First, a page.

As you probably know, Arthur Stanley Jefferson was born in Ulverston Lancashire today, 16th June – in 1890. Ulverston is now of course in Cumbria and is the home of the Laurel and Hardy Museum.
While we all know about Stan, here’s some trivia – not in any particular order, some of which you might not have heard, interspersed with some wonderful still images. Many of these are not often seen, certainly not in such a high resolution and are taken from across his career. Again – not in any particular order!
Born as Arthur Stanley Jefferson, theatre was in his blood as his father, Arthur Jefferson, was a theatre manager and his mother, Margaret Jefferson, was an actress.
Stan and Charlie Chaplin travelled together to America with the Fred Karno Troupe. and often shared a room while on tour. Despite this, Chaplin doesn’t mention Stan once in his autobiography.
When Stan moved to the United States, he registered for military service during the First World War. He was never called up however due to his resident alien status and apparently his flat feet(!) and deafness…
Stan occasionally used the phrase ‘the Little fellow’ to describe his on screen character, at five feet eight he was in fact taller than than Chaplin, Keaton, Langdon, and all of the Three Stooges and the Marx Brothers. The height and weight of Babe (six foot two) contributed to his being considered a smaller man.
The popular ‘Simpsons’ catchphrase, ‘D’oh!’ has its origins in the Laurel and Hardy films. Much loved Scottish actor James Finlayson, or ‘Fin’ who appeared 33 times with Laurel and Hardy often said it when exasperated!
In the films where Bowlers were worn – there were a great many other hats he used – Stan wore a Bowler hat a size or two smaller so that it sat higher on his head. In the films where they mix up their hats, Ollie wore a larger size than normal so that it would look humorously oversized on Stan while Stan’s was substituted for an even smaller size to go on Ollie’s head.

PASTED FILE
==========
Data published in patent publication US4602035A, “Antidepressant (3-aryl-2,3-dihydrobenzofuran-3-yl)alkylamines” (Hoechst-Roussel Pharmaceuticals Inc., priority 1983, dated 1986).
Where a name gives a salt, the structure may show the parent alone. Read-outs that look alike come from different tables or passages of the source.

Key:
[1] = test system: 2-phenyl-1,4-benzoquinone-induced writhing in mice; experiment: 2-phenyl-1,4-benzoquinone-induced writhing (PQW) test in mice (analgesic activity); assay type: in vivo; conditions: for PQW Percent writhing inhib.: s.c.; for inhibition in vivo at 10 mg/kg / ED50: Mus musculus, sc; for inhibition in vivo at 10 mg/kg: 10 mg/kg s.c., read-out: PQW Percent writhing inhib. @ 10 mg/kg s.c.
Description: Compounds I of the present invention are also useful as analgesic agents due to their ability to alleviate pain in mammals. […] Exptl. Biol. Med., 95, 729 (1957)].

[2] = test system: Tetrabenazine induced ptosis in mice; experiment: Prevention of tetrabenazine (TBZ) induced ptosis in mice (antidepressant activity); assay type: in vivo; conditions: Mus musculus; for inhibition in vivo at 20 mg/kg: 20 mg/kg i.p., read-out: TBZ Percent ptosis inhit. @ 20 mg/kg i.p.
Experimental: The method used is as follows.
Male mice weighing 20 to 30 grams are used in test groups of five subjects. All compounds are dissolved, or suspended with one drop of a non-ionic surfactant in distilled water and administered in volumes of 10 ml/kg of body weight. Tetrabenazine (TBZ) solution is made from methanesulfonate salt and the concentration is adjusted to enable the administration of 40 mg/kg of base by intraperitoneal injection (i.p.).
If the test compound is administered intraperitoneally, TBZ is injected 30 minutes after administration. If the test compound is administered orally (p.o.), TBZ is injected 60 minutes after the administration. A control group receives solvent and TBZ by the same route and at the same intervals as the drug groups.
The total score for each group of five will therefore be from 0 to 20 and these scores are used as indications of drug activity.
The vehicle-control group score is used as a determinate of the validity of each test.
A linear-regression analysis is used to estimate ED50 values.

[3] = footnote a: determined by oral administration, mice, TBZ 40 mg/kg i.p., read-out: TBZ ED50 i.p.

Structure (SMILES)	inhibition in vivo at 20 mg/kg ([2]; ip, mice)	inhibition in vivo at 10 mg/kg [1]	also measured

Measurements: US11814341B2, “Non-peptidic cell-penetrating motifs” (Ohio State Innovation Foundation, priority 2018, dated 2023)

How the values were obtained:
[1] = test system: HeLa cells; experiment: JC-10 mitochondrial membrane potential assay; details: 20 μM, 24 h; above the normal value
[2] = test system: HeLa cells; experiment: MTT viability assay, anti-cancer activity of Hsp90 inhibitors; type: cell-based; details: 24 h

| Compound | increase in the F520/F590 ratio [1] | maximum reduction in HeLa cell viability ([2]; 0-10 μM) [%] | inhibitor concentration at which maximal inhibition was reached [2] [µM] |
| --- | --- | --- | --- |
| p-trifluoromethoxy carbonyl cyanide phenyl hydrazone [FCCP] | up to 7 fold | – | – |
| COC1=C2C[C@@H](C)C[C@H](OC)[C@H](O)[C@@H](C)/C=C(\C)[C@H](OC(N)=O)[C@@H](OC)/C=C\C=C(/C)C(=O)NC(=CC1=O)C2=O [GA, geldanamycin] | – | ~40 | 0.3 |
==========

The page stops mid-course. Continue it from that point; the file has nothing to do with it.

Stan Laurel was presented with the Annual Screen Actors Guild award in the sixties ‘for outstanding achievement in foster the finest ideals of the acting profession and advancing the principles of good citizenship.’
Stan had a chequered marital life! He married his first wife once, his second wife twice, and his third wife three times. He then went back and married his second wife for athird time, and concluded by marrying his fourth wife once.
He and Babe were contracted by Hal Roach Jr to star in a series of TV specials – to be called ‘Laurel and Hardy’s Fabulous Fables’ but they were never made due to Stan’s and then Babe’s failing health.
Beside his passion for comedy and film-making Stan’s did have other interests. These included fishing and hydroponic gardening (a process in which plants are grown in chemical solutions rather than soil). He once successfully cross-bred a potato with an onion! Perhaps unsurprisingly, he struggled to get anyone to sample the results.
Stan’s first film Nuts in May (1917) in which he played a mental patient, won him a contract with Universal but the contract was not renewed and he returned to vaudeville.
When Babe died in 1957, Stan was devastated. He retired from acting and refused to perform on stage or act in another film without him. Sadly, he was too ill to attend the funeral of his best friend, saying, “Babe would understand”.
By 1926 Stan had decided that his true vocation was in writing and directing instead of performing comedy.
Stan was the creative force behind most of the Laurel and Hardy catalogue. He worked non-stop, often long into the night writing and editing their films. When asked a question about a gag or story line, Babe would always point to Stan and simply say “ask Stan”.
Peter Sellers, a big fan of Stan’s said of the voice he used for ‘Chance’ the gardener in Being There ” … very clear enunciation, slightly American with a touch of Stan Laurel mixed in”. Tony Hancock was also a fan and also visited Stan in the 60’s
As a boy, his early education took place at a kindergarten in a house in Dockwray Square, North Shields, where his family lived, and at King James 1 Grammar school in Bishop Auckland, as a boarder. Stan said he thought this was because he was always getting into mischief and trouble at home.
In his final years, Stan’s personal phone number was in the phone book so fans could contact him and he replied to all his fan-mail by hand – on his little typewriter. Dick Van Dyke was desperate to meet his hero, and famously just found his number in the phone book, called him up and the pair became firm friends
Stan outlived Babe who passed away at 65 in August 1957. Like Babe, Stan was a heavy smoker but decided to quit suddenly around 1960. Five years later he died of a heart attack on February 23 1965.
We hope you’ve found a thing or two you didn’t know about Stan, or perhaps have seen an image for the first time. If you’d like to leave your own birthday tribute, or just would like to leave a comment, please use the box below. We’d live to hear from you and all thoughts will receive a response on this page